Posts tagged Hawker Food
The Char Koay Teow stall outside Kedai Kopi Sin Guat Keong is one of the oldest in Penang that has been around for more than half a century. Currently manned by Ah Sean, the stall was actually started by his father, which was later passed on to him. Besides being the pioneer to include mantis prawns in their noodles, they are also one of the four ‘Kings’ (King of Seafood) I mentioned before at Sky Emperor Chicken Feet Koay Teow Soup post.
Here, a plate of ‘keh liao’ Char Koay Teow is RM5 and above, depending on how much additional toppings requested. Compared to the other Char Koay Teow in Penang, this one tasted a bit moist and had a strong, sweet seafood flavor. One plate is always not enough for me. But if you like your noodles drier you should notify him when ordering.
Old Green House restaurant (老青屋) is a popular place among Penangites to have Hokkien Mee (or Prawn Noodle in other Malaysian states) either as dinner or supper. Although the noodle is also available in the morning at another ‘day shift’ stall, most of the working people only have the opportunity to savor it after working hours in the evenings. There is also a saying that they are actually catering to the group of late night goers, who crave for a bowl of hot noodle after partying into the night.
Besides being tasty, another reason it is popular is because you can ‘keh liao’ (request extra toppings) like roast pork, meat balls, braised egg, Chinese sausage, chicken feet, shrimps and etc. For those who are game enough to try, even pork intestines and pork skin are available too.
Apom Manis is a common food in Penang originating from India that resembles crepes, popular for breakfast or just snacking. One of the oldest apom manis stall in Penang that is still operating can be found at Solok Moulmein in Pulau Tikus. It all started back in 1920 and the family-run business has been operating at Swee Kong Coffee Shop every morning faitfully for the past 80 years.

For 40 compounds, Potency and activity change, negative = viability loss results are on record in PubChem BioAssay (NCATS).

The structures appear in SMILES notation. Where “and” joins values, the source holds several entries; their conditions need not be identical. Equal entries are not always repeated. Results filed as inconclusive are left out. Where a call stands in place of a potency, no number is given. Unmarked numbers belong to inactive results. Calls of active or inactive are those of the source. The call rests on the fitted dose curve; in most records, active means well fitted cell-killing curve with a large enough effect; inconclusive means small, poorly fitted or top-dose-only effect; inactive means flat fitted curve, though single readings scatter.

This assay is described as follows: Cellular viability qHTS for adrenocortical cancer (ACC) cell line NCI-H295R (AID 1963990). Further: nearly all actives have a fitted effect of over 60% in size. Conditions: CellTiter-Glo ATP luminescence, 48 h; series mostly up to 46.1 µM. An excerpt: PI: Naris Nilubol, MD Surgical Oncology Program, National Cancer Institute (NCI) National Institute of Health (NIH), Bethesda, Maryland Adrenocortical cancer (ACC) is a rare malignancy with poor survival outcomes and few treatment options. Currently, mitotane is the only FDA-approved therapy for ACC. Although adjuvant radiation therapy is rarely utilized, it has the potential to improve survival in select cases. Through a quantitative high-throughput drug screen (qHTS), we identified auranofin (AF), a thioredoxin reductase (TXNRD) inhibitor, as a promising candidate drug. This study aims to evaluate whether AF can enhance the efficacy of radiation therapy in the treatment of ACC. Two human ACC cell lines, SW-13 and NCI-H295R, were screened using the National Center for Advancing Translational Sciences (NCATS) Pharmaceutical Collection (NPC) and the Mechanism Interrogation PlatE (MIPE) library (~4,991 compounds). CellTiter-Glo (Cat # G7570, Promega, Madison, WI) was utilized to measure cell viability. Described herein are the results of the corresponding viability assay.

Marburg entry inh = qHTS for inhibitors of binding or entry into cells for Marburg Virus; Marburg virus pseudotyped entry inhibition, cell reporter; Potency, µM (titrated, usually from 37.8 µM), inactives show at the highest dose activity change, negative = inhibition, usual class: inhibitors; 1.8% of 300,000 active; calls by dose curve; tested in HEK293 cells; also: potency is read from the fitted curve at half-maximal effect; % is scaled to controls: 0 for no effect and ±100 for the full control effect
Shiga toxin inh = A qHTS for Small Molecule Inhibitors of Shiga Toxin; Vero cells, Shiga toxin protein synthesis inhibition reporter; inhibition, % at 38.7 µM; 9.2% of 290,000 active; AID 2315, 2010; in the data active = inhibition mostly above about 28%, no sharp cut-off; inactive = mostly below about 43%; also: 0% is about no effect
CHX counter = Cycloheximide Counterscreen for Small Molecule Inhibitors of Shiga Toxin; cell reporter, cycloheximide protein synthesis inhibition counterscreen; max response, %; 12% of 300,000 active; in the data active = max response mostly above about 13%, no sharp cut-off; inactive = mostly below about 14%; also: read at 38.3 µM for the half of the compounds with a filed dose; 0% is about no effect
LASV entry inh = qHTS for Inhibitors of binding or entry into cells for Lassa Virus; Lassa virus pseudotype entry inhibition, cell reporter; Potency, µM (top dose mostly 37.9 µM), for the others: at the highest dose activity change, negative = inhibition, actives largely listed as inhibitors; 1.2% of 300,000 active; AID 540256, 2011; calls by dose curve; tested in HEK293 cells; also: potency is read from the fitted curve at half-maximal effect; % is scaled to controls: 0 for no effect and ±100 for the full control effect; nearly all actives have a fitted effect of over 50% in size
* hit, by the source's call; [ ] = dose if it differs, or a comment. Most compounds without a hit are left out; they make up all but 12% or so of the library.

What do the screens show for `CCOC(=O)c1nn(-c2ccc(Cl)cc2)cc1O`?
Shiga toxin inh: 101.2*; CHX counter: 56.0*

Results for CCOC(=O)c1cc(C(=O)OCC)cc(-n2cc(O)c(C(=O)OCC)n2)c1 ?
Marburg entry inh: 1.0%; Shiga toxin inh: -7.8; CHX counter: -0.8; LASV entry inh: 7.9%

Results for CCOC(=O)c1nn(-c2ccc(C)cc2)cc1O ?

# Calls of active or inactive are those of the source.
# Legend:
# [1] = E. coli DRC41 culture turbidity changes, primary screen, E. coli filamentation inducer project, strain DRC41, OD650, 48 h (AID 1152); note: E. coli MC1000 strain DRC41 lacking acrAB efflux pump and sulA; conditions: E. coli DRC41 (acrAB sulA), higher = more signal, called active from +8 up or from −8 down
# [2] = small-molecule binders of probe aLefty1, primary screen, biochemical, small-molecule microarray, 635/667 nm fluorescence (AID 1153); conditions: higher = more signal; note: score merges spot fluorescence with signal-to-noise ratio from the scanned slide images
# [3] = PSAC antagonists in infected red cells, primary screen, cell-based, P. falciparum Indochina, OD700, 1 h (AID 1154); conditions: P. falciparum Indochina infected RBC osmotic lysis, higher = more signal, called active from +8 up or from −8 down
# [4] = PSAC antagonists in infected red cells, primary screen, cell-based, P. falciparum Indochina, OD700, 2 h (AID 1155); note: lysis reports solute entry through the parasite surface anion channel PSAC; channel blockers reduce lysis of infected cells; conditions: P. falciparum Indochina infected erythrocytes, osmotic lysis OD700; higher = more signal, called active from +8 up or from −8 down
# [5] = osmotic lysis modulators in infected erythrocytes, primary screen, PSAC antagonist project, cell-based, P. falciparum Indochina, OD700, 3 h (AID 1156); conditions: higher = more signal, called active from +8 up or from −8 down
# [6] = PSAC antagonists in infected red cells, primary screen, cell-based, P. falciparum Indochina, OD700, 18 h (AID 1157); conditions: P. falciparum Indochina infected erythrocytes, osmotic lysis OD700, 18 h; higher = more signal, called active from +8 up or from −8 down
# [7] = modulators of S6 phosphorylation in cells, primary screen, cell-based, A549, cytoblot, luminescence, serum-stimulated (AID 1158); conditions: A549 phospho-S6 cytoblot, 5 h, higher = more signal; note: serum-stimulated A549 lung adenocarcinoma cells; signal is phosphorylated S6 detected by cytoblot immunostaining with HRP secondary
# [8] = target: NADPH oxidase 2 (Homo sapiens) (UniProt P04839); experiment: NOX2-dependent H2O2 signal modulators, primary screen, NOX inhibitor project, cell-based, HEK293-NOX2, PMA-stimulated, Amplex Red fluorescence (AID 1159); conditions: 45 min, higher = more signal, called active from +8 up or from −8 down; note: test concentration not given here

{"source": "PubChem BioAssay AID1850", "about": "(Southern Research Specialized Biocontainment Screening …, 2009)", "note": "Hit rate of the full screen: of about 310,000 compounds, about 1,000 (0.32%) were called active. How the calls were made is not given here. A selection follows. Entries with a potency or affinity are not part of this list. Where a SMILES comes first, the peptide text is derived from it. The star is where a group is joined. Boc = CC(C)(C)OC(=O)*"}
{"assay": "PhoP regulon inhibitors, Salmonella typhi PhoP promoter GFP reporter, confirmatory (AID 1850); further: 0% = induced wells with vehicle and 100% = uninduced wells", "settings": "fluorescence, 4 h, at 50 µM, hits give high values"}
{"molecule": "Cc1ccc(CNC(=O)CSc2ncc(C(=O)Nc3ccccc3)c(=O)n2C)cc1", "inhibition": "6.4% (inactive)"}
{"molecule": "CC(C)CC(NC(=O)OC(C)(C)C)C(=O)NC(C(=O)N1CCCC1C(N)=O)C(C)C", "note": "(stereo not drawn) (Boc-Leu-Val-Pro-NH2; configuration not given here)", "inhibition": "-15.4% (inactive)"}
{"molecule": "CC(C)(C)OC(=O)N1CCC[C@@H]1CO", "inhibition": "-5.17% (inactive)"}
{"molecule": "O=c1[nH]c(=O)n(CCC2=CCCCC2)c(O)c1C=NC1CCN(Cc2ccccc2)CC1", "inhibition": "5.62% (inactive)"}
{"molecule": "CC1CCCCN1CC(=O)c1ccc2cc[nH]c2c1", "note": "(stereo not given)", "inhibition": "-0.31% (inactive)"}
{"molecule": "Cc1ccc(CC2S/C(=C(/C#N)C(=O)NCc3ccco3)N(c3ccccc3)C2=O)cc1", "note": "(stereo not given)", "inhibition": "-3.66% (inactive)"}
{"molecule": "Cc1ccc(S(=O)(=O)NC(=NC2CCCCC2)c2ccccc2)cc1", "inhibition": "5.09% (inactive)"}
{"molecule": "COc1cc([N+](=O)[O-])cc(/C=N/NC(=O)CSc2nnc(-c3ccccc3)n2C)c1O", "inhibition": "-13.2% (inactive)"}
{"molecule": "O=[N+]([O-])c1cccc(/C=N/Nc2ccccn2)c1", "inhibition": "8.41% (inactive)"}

The current owner, Mr.Ravi inherited the trade from his father and currently, he is assisted by his cousin (in pic) and brother since. And do you know that their apom manis is so delicious that the Sultan of Pahang actually flies them into his Majesty’s palace once a month? Doing what else other than becoming his Majesty’s personal apom manis cook!
Besides the apom manis’ tastiness, one of the reasons to visit this stall is to witness the preparation process. The apom manis here are still made according to centuries-old tradition, using charcoal stove and clay pots instead of gas heated steel pots. You simply won’t see this sight anywhere else in Penang, or even Malaysia.
And although sturdy looking, these custom made to order clay pots could only last at most for 6 months when the moisture in the clay expands so much it ultimately cracks the pot.
As you might already know I am desperately looking for a satay in Klang Valley that could rival, and perhaps even better than those that I had in Singapore which I hate to admit is still the best I ever had to date. So when two of my fellow readers recommended Sate Zainah Ismail at Kampung Datuk Keramat, I immediately went looking for it.
For a first time visitor, Dato Keramat could be confusing to navigate but thanks to my GPS device we found the restaurant with relative ease. Zainah Ismail could be easily identified by the smoke and satay fragrance constantly oozing out of one of the wooden restaurant.
Five satay grills are used here and the satays are actually grilled by stages. The satays do not stay on one grill from raw to cooked. Instead, they are transferred to the next grill once a particular ‘doneness’ is achieved.
The innermost grill you see manned by an elderly uncle is where the raw, marinated skewers are barbecued first then made sure fully cooked at the foremost grill. There are only two types of satay here: beef and chicken priced at RM0.70 each.